Now that the California economy is improving, urban land developers are once again pushing to enhance the available supply of land to build on. The goal is to always keep a large amount of cheap land available so that property can be acquired and highly profitable projects can be built.
In Stanislaus County, urban developers are looking for opportunities in and around every community in an endless effort to incrementally convert farm land into sprawl.
Urban developers shun land use planning in favor of building on whatever land someone is willing to sell cheap enough.
First It’s Patterson
This past week, the Stanislaus County Lafco approved converting 1000+ acres of farm land along Interstate 5 near Patterson into an enormous industrial park that will deliver 10,000 jobs, according to the promises made by the developer. It doesn’t matter that the land doesn’t have infrastructure to serve it or that the proposed industrial park is nowhere near the County’s largest population center. It doesn’t matter whether enough water is available to serve it. It doesn’t matter whether adequate developer infrastructure fees are in place to build a successful project. Those problems can be dealt with later.
Based on past practices, the cost of the infrastructure will be paid via government subsidies. The city will either use taxpayer funds or the city will borrow to build infrastructure and leave its citizens with a big debt to repay out of future tax collections that would have gone to provide services. Eventually, existing services to the citizens will be cut to repay the debt.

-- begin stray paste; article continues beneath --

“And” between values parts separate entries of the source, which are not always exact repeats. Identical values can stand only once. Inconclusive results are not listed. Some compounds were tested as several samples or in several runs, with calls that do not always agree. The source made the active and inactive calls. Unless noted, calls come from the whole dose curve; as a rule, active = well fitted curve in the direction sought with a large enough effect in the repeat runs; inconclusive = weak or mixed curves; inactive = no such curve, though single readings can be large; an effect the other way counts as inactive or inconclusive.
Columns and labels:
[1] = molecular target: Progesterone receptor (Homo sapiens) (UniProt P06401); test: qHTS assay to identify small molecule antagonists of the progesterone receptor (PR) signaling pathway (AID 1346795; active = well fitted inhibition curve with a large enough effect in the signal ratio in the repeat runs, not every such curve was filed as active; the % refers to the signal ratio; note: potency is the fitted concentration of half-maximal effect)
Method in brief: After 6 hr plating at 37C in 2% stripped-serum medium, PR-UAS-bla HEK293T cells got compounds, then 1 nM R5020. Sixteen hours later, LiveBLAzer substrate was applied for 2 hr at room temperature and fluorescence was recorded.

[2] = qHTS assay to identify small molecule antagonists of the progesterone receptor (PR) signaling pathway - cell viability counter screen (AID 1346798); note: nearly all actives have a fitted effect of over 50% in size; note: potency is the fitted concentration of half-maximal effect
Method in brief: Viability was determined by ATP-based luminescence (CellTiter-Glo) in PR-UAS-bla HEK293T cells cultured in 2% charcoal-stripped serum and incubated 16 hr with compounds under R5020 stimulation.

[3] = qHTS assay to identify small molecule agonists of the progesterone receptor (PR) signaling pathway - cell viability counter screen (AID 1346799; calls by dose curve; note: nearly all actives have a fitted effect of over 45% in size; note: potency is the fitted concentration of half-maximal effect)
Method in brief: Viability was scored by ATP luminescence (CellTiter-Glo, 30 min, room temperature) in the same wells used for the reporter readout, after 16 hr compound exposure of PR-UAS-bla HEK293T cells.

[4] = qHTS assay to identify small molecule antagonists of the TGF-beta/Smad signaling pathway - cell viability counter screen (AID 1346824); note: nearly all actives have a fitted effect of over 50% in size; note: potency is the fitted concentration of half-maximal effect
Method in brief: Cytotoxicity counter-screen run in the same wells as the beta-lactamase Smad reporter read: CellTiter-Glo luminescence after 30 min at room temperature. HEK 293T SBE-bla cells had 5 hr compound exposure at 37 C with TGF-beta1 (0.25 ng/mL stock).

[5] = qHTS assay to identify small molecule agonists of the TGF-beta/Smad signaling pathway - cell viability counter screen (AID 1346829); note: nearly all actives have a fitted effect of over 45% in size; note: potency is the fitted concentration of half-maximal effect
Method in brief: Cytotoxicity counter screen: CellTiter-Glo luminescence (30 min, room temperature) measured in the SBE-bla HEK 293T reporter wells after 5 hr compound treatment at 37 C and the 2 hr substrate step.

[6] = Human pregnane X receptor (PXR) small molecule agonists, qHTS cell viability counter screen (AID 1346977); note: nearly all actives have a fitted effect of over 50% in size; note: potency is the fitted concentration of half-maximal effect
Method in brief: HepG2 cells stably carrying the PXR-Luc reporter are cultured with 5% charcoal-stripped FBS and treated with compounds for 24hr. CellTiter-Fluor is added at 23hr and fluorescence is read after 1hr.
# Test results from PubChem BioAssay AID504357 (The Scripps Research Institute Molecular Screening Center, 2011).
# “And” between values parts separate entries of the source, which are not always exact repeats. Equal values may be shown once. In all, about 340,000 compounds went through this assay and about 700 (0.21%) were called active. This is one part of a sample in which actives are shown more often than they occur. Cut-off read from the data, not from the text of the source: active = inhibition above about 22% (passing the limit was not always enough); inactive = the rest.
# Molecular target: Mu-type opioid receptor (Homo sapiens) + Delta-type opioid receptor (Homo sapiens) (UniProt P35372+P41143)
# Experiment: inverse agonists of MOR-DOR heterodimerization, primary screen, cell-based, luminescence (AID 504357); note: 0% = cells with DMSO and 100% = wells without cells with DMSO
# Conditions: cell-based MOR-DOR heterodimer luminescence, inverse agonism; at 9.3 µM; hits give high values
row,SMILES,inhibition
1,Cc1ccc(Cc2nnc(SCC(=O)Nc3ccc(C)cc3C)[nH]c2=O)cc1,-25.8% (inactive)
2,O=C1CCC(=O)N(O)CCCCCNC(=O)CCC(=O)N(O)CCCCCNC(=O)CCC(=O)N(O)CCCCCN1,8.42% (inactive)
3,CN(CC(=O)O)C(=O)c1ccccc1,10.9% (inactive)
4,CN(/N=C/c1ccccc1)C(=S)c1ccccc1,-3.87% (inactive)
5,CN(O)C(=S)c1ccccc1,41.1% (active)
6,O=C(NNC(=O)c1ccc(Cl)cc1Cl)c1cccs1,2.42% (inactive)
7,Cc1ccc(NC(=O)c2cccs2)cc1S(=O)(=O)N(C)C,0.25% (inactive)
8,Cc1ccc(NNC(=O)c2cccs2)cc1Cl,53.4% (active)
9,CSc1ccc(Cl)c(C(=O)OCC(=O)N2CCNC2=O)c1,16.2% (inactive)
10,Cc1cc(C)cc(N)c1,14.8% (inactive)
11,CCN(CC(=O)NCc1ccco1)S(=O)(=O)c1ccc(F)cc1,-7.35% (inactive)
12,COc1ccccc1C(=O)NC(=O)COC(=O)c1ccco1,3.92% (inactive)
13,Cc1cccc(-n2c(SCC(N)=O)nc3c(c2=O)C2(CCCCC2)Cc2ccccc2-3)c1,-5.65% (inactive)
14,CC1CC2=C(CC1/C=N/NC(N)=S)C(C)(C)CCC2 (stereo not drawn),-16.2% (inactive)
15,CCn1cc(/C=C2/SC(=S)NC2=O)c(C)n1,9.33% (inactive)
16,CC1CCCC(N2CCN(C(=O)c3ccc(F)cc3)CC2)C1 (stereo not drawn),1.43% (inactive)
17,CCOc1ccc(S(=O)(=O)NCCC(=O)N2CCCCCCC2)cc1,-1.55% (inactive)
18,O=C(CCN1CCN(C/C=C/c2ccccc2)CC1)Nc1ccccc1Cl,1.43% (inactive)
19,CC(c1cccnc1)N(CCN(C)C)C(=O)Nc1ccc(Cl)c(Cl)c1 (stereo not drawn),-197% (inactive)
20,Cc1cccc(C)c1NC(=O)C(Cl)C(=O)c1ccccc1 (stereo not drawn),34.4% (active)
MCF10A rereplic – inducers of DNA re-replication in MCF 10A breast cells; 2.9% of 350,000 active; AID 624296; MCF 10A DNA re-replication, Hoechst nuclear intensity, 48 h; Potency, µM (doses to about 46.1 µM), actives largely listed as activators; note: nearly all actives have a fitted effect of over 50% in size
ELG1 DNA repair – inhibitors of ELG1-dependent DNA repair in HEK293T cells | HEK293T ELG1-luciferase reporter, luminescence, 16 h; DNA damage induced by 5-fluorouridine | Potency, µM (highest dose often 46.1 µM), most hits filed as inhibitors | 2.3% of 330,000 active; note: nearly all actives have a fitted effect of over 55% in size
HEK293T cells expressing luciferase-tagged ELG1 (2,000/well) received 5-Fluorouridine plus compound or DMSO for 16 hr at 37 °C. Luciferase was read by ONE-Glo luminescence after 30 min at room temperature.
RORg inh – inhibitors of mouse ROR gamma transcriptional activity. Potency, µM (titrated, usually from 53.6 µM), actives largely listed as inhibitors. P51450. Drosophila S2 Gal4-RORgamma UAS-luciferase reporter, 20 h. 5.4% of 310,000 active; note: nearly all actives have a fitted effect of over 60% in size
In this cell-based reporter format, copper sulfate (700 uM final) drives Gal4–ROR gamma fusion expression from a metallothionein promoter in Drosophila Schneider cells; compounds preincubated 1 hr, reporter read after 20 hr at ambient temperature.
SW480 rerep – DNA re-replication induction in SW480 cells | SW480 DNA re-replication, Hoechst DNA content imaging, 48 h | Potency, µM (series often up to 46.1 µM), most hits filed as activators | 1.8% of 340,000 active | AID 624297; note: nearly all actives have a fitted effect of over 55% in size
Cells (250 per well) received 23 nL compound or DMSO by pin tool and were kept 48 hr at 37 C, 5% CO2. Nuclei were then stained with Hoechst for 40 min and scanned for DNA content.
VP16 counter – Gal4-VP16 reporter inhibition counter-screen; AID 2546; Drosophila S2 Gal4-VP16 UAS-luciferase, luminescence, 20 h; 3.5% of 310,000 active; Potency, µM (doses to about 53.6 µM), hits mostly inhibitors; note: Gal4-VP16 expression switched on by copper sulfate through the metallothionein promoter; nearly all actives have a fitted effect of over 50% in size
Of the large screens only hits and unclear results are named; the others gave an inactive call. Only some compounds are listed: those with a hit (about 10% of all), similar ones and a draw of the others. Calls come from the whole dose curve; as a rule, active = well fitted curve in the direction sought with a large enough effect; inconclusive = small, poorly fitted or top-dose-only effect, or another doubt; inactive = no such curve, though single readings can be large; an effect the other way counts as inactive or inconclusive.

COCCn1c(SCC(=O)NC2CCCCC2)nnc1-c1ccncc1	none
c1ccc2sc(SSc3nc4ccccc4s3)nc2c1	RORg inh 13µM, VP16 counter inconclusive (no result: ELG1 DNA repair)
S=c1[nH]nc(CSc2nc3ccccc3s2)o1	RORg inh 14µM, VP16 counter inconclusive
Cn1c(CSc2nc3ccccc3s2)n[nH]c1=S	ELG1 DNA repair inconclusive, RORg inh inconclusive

Patterson has already disbanded its police force and is using taxpayer money to subsidize urban growth. The subsidies provide direct benefit to developers by enhancing the profitability of their projects.
Now It’s Modesto
Not to be outdone, Modesto is joining the stampede to acquire buildable land using prime farm land. First, the city tried to take over the Salida planning area. Rejected by the citizens of Salida, the goal of the Modesto City Council has shifted to the Wood Colony Area.
As in Patterson, approval of the proposal doesn’t hinge on what citizens of the community think. It doesn’t matter whether a majority of property owners in the affected area is in favor of the expansion of Modesto’s development map. The only property owners who matter are the land speculators who bought when the land was cheap and who now want to sell out for top dollar when the map is changed. And of course, the urban developers matter because they fund political campaigns. Zoning for dollars has a greater priority than quality of life and the security of food production.
It doesn’t matter that Modesto is so heavily in debt and with tax revenue so low that the city cannot hire even half the number of officers as other communities of comparable size. It doesn’t matter that Modesto can’t afford to sweep its streets more than once a month or trim trees as needed. Modesto wants to add growth that it won’t be able to serve.
As the community has grown, Modesto’s problems have grown proportionally. What benefit will be derived from more sprawl?
How bad can the corruption of local government become before the state legislature takes action to curb it?